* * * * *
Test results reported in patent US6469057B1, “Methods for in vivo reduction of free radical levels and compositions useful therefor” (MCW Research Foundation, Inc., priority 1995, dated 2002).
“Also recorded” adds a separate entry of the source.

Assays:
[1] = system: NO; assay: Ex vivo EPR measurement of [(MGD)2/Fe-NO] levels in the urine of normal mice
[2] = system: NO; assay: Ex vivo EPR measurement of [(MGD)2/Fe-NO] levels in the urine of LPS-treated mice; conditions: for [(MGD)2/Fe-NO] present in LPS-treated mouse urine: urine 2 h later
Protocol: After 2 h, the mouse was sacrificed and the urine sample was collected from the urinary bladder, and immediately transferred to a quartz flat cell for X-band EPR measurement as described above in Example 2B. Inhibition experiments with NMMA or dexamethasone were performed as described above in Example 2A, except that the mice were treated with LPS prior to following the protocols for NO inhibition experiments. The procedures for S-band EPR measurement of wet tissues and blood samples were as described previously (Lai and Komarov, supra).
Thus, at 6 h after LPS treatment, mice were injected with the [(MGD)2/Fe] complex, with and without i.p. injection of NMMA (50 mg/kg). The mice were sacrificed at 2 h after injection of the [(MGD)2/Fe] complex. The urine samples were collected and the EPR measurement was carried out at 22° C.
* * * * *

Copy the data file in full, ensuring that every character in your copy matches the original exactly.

Test results reported in patent US6469057B1, “Methods for in vivo reduction of free radical levels and compositions useful therefor” (MCW Research Foundation, Inc., priority 1995, dated 2002).
“Also recorded” adds a separate entry of the source.

Assays:
[1] = system: NO; assay: Ex vivo EPR measurement of [(MGD)2/Fe-NO] levels in the urine of normal mice
[2] = system: NO; assay: Ex vivo EPR measurement of [(MGD)2/Fe-NO] levels in the urine of LPS-treated mice; conditions: for [(MGD)2/Fe-NO] present in LPS-treated mouse urine: urine 2 h later
Protocol: After 2 h, the mouse was sacrificed and the urine sample was collected from the urinary bladder, and immediately transferred to a quartz flat cell for X-band EPR measurement as described above in Example 2B. Inhibition experiments with NMMA or dexamethasone were performed as described above in Example 2A, except that the mice were treated with LPS prior to following the protocols for NO inhibition experiments. The procedures for S-band EPR measurement of wet tissues and blood samples were as described previously (Lai and Komarov, supra).
Thus, at 6 h after LPS treatment, mice were injected with the [(MGD)2/Fe] complex, with and without i.p. injection of NMMA (50 mg/kg). The mice were sacrificed at 2 h after injection of the [(MGD)2/Fe] complex. The urine samples were collected and the EPR measurement was carried out at 22° C.